The flowers strategically placed to hide the ribs.
Tania, my MOH, and I are laughing because posed wedding photos are goofy.

Before I turn 40, I'm going to buy myself a beautiful dress that fits my body, whatever it looks like at the time, and find some place fabulous to wear it.  Because I deserve a dress story that doesn't involve fat ribs.

Linking up with the Open Grid at the Yeah Write Challenge which goes live Tuesday.  Old school voting going on this week, if you're into that sort of thing.  Make sure you read the other entries before you vote though, OK?

Sunday, November 18, 2012

18. Working on a Sunday.

The great thing about working a mile from home is that I can pop into the office on a Sunday morning and catch up on things.

The bad thing about working a mile from home is that I can pop into the office on a Sunday morning and catch up on things.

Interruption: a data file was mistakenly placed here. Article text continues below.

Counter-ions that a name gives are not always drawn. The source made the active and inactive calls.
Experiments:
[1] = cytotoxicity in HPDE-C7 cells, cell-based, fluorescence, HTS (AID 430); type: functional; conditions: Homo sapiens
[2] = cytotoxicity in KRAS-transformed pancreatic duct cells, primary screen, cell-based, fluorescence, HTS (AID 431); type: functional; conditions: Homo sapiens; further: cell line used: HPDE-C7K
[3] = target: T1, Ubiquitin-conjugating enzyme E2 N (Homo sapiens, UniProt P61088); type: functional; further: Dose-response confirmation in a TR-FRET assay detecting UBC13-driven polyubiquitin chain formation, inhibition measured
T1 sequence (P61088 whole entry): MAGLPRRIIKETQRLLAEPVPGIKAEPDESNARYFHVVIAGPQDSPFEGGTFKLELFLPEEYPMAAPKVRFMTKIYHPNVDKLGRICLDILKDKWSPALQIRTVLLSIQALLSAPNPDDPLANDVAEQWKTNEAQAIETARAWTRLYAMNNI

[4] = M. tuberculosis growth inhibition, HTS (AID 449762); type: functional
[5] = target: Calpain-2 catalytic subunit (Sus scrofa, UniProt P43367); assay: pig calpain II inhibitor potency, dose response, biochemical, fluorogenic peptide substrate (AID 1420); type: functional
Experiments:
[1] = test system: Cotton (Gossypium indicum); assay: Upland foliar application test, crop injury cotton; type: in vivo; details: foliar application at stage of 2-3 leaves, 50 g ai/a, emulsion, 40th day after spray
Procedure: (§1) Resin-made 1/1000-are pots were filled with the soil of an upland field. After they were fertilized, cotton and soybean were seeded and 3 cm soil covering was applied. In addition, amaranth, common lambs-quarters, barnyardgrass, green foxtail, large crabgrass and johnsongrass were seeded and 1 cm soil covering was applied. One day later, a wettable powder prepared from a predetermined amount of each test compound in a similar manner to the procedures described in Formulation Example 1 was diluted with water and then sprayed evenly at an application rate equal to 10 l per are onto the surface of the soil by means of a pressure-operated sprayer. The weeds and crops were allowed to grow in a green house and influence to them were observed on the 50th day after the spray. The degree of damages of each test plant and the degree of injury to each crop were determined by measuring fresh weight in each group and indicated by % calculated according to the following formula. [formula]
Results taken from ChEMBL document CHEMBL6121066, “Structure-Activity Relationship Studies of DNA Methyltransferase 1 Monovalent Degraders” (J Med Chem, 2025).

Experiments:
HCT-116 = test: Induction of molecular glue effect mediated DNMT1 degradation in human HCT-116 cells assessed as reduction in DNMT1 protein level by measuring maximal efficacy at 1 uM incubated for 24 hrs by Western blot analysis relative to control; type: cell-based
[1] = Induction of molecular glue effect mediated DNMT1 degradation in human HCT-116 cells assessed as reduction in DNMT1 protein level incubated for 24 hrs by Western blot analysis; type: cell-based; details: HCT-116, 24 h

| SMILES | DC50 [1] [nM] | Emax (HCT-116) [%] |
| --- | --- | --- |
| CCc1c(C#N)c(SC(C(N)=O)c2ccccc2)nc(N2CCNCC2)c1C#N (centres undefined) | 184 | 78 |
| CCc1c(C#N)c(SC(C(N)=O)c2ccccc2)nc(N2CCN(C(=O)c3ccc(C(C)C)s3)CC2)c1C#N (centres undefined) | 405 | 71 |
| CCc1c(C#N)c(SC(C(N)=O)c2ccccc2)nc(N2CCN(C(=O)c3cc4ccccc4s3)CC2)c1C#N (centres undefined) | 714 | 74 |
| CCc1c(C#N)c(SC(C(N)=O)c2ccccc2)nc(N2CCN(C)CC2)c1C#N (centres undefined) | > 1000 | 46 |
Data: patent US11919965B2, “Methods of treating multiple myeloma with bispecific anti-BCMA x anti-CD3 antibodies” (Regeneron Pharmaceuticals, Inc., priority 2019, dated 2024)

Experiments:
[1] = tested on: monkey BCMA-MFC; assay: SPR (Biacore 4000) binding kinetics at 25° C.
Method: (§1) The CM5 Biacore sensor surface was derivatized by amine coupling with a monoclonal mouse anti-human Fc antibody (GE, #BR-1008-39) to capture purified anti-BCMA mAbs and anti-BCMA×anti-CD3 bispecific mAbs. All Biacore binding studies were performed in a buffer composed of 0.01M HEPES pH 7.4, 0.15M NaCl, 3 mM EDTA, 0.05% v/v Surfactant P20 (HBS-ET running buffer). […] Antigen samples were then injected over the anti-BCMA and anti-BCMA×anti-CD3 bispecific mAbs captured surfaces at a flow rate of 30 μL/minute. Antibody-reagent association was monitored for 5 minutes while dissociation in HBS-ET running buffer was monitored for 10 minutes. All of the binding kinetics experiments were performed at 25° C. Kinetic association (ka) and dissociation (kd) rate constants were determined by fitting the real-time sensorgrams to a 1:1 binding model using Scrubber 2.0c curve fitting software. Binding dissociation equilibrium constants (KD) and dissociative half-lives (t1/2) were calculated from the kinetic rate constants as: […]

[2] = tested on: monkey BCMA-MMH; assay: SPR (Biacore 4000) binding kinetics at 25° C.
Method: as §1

It's not like anyone made me go in this morning, it was a choice.  Really it was.

I'm what you call an overachiever. You may have noticed.

The truth is I was backed up on emails and various projects and all that stuff hanging over my head was keeping me up at night.

I make a really good employee because I take things very seriously, I have a strong work ethic, I'm very organized, and I take responsibility when things fall behind.

Of course, when all of this goes into hyperdrive and things are getting out of control and I am getting stressed and everyone starts getting antsy because they want their stuff done and I can't do it because, you know, I can only do one thing at a time and I only have two hands and if everyone would just get off my back and let me actually finish something, I tend to get a little stabby.

Not literally, mind you.  That would make me a really bad employee.  I just throw some temper tantrums.  And get grumpy.  Very grumpy.

So I went into the office so that tomorrow I can try to be slightly pleasant.

I'm not making any promises though.

Saturday, November 17, 2012

17. In Dreams.